$1.1 billion shortfall for DVRPC’s transportation vision

The board of the Delaware Valley Regional Planning Commission charted the course for transportation in Southeastern Pennsylvania for the next four years on Thursday.

The future isn’t pretty.

The board approved the region’s Transportation Improvement Program for fiscal years 2011 and 2014, but the state’s failure to toll Interstate 80 has caused a shortfall in funds.

The program, a list of projects that will receive federal dollars and which represents a short-term transportation vision for Philadelphia and the four suburban Pennsylvania counties, will receive $2.9 billion in projects over the next four years, substantially less than the $4 billion allocated previously.

“We don’t have enough funding in our region for our projects,” Elizabeth Schoonmaker, the DVRPC’s manager of capital programs, told the board.

TIP includes $1.6 billion for 368 highway projects and $1.3 billion for 29 transit projects. Of the highway money, about half is allocated for reconstruction of existing infrastructure, 17 percent is devoted to increasing road capacity and 10 percent is dedicated to pedestrian and bicycle projects.

Not all items listed with the program get built, but winning a place on the document, a 250-page tome, is a necessary hurdle that transportation projects have to jump. Projects still need to secure proper permits and win other approvals.

Though TIP received unanimous approval from the DVRPC Board, the commission received about 150 public comments on the program. Comments came from citizens like Aissia Richardson — a nonvoting representative of the DVRPC’s Regional Citizen’s Committee — who called on the board to delete the contentious Jenkintown-Wyncote parking garage from the document until further study can be done.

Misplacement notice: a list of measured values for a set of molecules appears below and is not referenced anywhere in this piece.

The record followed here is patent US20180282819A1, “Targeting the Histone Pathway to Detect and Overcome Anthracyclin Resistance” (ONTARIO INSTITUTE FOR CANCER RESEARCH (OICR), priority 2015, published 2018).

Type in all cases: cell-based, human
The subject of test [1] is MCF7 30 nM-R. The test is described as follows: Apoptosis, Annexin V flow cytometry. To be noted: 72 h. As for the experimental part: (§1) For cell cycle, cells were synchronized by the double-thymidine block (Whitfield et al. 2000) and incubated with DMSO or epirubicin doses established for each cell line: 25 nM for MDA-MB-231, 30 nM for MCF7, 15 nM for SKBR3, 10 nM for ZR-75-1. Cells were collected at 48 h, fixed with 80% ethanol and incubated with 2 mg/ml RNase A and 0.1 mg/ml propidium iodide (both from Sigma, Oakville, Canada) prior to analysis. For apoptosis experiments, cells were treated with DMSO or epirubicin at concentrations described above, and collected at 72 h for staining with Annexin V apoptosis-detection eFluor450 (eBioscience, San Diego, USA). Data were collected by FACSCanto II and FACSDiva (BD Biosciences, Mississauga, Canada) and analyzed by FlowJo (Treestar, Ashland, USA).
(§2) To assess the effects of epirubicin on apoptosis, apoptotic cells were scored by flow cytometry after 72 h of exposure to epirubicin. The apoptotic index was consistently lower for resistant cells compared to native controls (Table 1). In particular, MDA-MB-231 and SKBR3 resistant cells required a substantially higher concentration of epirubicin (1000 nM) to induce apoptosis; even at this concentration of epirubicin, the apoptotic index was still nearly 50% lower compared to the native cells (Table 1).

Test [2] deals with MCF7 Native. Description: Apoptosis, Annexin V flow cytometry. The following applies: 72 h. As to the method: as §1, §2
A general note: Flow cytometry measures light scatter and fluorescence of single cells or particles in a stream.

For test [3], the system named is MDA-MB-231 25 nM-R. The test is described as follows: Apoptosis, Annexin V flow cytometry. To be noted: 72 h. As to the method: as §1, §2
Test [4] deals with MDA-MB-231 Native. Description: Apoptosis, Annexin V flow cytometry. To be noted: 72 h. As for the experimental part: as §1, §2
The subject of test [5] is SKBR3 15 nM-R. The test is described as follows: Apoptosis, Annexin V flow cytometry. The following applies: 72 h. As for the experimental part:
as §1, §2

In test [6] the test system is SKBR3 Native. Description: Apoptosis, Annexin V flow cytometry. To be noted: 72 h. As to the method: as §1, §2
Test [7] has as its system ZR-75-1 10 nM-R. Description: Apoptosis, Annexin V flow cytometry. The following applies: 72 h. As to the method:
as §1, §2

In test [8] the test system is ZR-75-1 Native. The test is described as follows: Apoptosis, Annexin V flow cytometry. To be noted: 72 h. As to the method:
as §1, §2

Richardson expressed concerns about plans to build a parking garage at 69th Street Terminal, saying it could lead some suburban transit riders to drive to and from 69th Street instead of taking transit to the terminal. She also questioned the value in proceeding with regional rail renovation projects at outlying stations like Secane and Levittown given the current funding situation, suggesting instead that SEPTA focus its money on the core of the system. 

Byron Comati, SEPTA’s director of strategic planning and analysis, said that the station renovation projects are proceeding because they have specific earmarks.

Many of the projects are being paid for with federal stimulus money, and Comati, who represented the transit authority at the meeting, said SEPTA wasn’t able to spend the money on other capital projects.

Richardson was joined by a coalition of suburban residents who oppose the garage and who are pushing for the extension of the R8 Fox Chase line to Newtown as a way of diverting traffic from the station to other parts of the system.

In a statement, the group called on SEPTA and the DVRPC to stop the Jenkintown and 69th Street garage projects until a more detailed analysis could be made.

Chiming in at the other end of the Jenkintown parking garage debate was the Delaware Valley Association of Rail Passengers.

The advocacy group said in a statement submitted during the public comment period for the TIP proposal that parking garage projects throughout the system would encourage more ridership. It also praised the DVRPC for including more information on certain catch-all SEPTA capital projects, like the Systems Improvements Plan, but called on the commission to provide cost estimates of each component of these projects.

DVARP also expressed concern that some rail signal projects are being designed in an “overly cautious manner,” leading to slower trains.

The Planning Commission is putting off issuing a new TIP for the New Jersey counties in the region — Burlington, Camden, Gloucester and Mercer — for another year. The Pennsylvania TIP is issued every other year, and the New Jersey TIP is usually issued each year.

A full copy of the TIP, including a list of all the projects on it, can be found here.

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